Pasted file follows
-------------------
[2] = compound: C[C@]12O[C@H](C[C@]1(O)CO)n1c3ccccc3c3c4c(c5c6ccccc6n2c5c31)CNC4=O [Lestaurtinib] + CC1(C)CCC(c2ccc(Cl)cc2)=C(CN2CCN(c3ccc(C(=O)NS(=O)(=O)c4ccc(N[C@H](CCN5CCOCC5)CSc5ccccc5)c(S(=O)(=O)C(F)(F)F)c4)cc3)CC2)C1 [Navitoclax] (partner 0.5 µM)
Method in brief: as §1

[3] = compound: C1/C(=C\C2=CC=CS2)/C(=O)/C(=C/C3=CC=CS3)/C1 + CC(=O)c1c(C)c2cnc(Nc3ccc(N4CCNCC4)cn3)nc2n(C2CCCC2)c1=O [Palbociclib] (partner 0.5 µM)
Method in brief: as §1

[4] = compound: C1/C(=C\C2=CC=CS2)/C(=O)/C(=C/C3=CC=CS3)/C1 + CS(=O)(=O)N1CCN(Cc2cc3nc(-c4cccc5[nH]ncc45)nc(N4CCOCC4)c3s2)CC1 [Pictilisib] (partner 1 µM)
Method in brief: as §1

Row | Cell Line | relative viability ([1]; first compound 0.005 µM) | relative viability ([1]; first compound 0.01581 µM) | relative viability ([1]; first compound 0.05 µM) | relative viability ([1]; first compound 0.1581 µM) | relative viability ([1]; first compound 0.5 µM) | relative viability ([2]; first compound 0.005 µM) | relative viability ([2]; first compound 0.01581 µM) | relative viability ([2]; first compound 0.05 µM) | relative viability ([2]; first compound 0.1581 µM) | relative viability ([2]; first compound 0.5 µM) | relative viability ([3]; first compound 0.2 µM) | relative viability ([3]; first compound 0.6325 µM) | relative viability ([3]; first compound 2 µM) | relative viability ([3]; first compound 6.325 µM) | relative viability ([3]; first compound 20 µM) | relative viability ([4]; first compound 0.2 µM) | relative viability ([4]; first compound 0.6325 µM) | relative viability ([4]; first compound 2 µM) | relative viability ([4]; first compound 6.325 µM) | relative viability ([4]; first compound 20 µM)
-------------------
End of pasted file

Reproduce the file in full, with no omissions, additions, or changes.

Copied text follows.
[2] = compound: C[C@]12O[C@H](C[C@]1(O)CO)n1c3ccccc3c3c4c(c5c6ccccc6n2c5c31)CNC4=O [Lestaurtinib] + CC1(C)CCC(c2ccc(Cl)cc2)=C(CN2CCN(c3ccc(C(=O)NS(=O)(=O)c4ccc(N[C@H](CCN5CCOCC5)CSc5ccccc5)c(S(=O)(=O)C(F)(F)F)c4)cc3)CC2)C1 [Navitoclax] (partner 0.5 µM)
Method in brief: as §1

[3] = compound: C1/C(=C\C2=CC=CS2)/C(=O)/C(=C/C3=CC=CS3)/C1 + CC(=O)c1c(C)c2cnc(Nc3ccc(N4CCNCC4)cn3)nc2n(C2CCCC2)c1=O [Palbociclib] (partner 0.5 µM)
Method in brief: as §1

[4] = compound: C1/C(=C\C2=CC=CS2)/C(=O)/C(=C/C3=CC=CS3)/C1 + CS(=O)(=O)N1CCN(Cc2cc3nc(-c4cccc5[nH]ncc45)nc(N4CCOCC4)c3s2)CC1 [Pictilisib] (partner 1 µM)
Method in brief: as §1

Row | Cell Line | relative viability ([1]; first compound 0.005 µM) | relative viability ([1]; first compound 0.01581 µM) | relative viability ([1]; first compound 0.05 µM) | relative viability ([1]; first compound 0.1581 µM) | relative viability ([1]; first compound 0.5 µM) | relative viability ([2]; first compound 0.005 µM) | relative viability ([2]; first compound 0.01581 µM) | relative viability ([2]; first compound 0.05 µM) | relative viability ([2]; first compound 0.1581 µM) | relative viability ([2]; first compound 0.5 µM) | relative viability ([3]; first compound 0.2 µM) | relative viability ([3]; first compound 0.6325 µM) | relative viability ([3]; first compound 2 µM) | relative viability ([3]; first compound 6.325 µM) | relative viability ([3]; first compound 20 µM) | relative viability ([4]; first compound 0.2 µM) | relative viability ([4]; first compound 0.6325 µM) | relative viability ([4]; first compound 2 µM) | relative viability ([4]; first compound 6.325 µM) | relative viability ([4]; first compound 20 µM)